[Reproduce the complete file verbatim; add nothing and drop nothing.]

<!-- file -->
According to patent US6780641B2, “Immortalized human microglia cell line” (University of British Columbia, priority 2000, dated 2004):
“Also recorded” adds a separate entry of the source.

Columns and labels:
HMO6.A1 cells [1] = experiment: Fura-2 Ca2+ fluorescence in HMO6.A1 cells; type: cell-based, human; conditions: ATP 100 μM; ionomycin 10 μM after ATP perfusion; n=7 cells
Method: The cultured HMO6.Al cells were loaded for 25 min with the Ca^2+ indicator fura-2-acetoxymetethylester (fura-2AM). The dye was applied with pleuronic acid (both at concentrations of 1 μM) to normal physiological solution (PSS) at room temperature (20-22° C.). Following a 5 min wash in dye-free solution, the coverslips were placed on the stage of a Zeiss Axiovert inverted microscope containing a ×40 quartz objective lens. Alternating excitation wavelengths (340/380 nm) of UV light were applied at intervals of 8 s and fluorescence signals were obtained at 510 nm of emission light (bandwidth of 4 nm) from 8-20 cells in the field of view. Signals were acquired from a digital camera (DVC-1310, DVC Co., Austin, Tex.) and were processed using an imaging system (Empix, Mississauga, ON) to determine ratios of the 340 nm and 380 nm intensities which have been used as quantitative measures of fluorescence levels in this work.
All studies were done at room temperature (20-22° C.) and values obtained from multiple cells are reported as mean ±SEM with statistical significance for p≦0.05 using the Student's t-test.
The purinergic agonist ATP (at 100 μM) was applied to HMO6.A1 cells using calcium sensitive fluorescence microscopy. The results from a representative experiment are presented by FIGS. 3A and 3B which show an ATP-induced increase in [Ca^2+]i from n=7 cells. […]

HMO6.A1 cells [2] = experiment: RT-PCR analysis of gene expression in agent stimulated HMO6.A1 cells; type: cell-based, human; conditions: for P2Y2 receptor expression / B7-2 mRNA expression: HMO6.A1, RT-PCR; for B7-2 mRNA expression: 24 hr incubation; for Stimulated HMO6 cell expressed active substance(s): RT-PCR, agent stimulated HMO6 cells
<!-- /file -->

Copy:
According to patent US6780641B2, “Immortalized human microglia cell line” (University of British Columbia, priority 2000, dated 2004):
“Also recorded” adds a separate entry of the source.

Columns and labels:
HMO6.A1 cells [1] = experiment: Fura-2 Ca2+ fluorescence in HMO6.A1 cells; type: cell-based, human; conditions: ATP 100 μM; ionomycin 10 μM after ATP perfusion; n=7 cells
Method: The cultured HMO6.Al cells were loaded for 25 min with the Ca^2+ indicator fura-2-acetoxymetethylester (fura-2AM). The dye was applied with pleuronic acid (both at concentrations of 1 μM) to normal physiological solution (PSS) at room temperature (20-22° C.). Following a 5 min wash in dye-free solution, the coverslips were placed on the stage of a Zeiss Axiovert inverted microscope containing a ×40 quartz objective lens. Alternating excitation wavelengths (340/380 nm) of UV light were applied at intervals of 8 s and fluorescence signals were obtained at 510 nm of emission light (bandwidth of 4 nm) from 8-20 cells in the field of view. Signals were acquired from a digital camera (DVC-1310, DVC Co., Austin, Tex.) and were processed using an imaging system (Empix, Mississauga, ON) to determine ratios of the 340 nm and 380 nm intensities which have been used as quantitative measures of fluorescence levels in this work.
All studies were done at room temperature (20-22° C.) and values obtained from multiple cells are reported as mean ±SEM with statistical significance for p≦0.05 using the Student's t-test.
The purinergic agonist ATP (at 100 μM) was applied to HMO6.A1 cells using calcium sensitive fluorescence microscopy. The results from a representative experiment are presented by FIGS. 3A and 3B which show an ATP-induced increase in [Ca^2+]i from n=7 cells. […]

HMO6.A1 cells [2] = experiment: RT-PCR analysis of gene expression in agent stimulated HMO6.A1 cells; type: cell-based, human; conditions: for P2Y2 receptor expression / B7-2 mRNA expression: HMO6.A1, RT-PCR; for B7-2 mRNA expression: 24 hr incubation; for Stimulated HMO6 cell expressed active substance(s): RT-PCR, agent stimulated HMO6 cells